The four biggest cyber threats to our future

“It’s not about whether the pirates will get through. They go. It’s just a question of how.

There are those who say that a “cyberpandemic” is inevitable. And there are those who say we’re in it right now.

Gil Schwed, founder and director of Israeli cybersecurity pioneer Check Point Software Technologies, belongs to the latter camp.

Cybercriminals already have the sophisticated tools to infect the websites of government organizations and large corporations, says Schwed. And we can’t count on the attack. Rather, he says, “We must defend ourselves against [attacks] from day zero,” like a vaccination against disease.

A recent Allianz Risk Barometer survey found that businesses in 89 countries are more concerned about ransomware attacks, data breaches or major IT failures than supply chain disruptions, natural disasters or the Covid-19 pandemic.

And it’s no wonder: in the rapidly changing online landscape, tantalizing opportunities for bad actors are popping up like mushrooms overnight.

“It’s not about whether the pirates will get through. They go. It’s just a matter of how,” says Edo Yahav, vice president R&D and general manager of SafeBreach Israel in Tel Aviv.

Israel’s approximately 450 cybersecurity companies play an important role in predicting and protecting against cybercrime, largely because the Israeli military serves as a unique incubator for talent and innovation in this sector.

“I don’t think anyone in the world has that kind of advantage,” says Liel Strauch, director of cybersecurity research at PerimeterX of Tel Aviv and Silicon Valley.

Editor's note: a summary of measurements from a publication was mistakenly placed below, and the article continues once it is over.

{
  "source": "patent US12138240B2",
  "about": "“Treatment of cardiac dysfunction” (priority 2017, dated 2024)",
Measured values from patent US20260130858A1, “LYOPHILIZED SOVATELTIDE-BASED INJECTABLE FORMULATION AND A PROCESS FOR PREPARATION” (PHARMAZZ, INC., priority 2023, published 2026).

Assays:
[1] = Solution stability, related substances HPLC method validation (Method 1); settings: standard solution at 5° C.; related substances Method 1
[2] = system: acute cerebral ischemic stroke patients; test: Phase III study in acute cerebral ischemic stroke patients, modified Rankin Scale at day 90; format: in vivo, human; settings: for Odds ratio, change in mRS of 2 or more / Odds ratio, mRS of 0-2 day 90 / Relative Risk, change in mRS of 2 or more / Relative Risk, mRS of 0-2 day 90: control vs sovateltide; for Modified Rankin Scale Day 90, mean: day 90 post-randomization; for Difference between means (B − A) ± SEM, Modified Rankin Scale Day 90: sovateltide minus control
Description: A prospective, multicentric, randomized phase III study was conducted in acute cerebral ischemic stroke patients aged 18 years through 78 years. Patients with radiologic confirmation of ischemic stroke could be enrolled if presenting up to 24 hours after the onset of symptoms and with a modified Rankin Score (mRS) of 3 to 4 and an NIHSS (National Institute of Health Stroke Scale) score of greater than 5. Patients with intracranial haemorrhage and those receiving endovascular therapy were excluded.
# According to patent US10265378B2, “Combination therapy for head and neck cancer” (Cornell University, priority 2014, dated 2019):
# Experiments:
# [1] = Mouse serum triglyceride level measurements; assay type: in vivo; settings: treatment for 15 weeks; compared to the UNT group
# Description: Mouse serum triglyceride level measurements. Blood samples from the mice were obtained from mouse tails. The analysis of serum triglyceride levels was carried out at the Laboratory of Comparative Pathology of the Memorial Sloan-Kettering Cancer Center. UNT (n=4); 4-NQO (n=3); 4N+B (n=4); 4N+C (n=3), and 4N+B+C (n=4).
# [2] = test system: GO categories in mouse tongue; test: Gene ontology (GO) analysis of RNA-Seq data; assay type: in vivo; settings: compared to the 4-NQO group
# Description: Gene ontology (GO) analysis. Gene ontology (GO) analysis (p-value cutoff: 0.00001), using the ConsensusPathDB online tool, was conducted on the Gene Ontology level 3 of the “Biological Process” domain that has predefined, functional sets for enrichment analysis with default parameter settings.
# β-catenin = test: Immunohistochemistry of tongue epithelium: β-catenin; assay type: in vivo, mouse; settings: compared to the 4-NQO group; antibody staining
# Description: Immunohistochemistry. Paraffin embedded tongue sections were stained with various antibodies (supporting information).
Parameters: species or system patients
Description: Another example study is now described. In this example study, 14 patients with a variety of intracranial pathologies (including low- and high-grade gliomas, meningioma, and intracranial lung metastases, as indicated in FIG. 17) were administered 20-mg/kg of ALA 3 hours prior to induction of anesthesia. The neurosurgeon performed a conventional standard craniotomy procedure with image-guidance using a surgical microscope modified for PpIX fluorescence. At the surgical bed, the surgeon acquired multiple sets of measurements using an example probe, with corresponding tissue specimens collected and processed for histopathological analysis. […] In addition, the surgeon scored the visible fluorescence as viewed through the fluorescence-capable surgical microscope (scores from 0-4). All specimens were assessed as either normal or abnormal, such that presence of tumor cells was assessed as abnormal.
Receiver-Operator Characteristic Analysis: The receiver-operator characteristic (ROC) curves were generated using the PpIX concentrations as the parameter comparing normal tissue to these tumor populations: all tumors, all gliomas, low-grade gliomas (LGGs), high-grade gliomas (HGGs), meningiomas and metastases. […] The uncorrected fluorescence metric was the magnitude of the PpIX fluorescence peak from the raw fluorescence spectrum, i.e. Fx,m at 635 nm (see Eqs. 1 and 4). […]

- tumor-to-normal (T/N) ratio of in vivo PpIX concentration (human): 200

Within the emerging metaverse, what are the biggest cyber risks that experts expect to tackle in the coming years?

Beware of robots

Liel Strauch, director of cybersecurity research at PerimeterX. Photo courtesy of PerimeterX

PerimeterX secures e-commerce, media and travel websites against automated fraud and client-side attacks by proactively detecting and managing risks to web applications, Strauch explains.

For example, the company’s Bot Defender deflects attacks from bots – pieces of software programmed to do anything from takeover an account to capturing and scalping limited-edition items like trainers. (Read more about sneaker bots here.)

The growing popularity and value of limited-edition items and unique NFTs (non-fungible tokens) are attracting attackers, Strauch says.

“We can assume that we will see bots attacking NFT sales and the metaverse in general in order to make profits in cryptocurrency or converted into real money,” she told ISRAEL21c.

“Another thing we’ve seen gain traction with attackers…is supply chain attacks,” she adds.

A supply chain attack occurs when a hacker infiltrates a website through the “blind spot” of software vulnerabilities from third-party vendors operating on that site and having access to its data. Google Analytics is an example of a third-party provider.

“This will be one of the main ways for attackers to gain access to data from different companies,” Strauch says.

Through the third party, attackers inject a piece of code into different JavaScripts that run on a website, collecting users’ personal information such as credit card numbers.

“As this creates a lot of profit for cybercriminals, we can assume that supply chain attacks will increase in the coming years,” she says.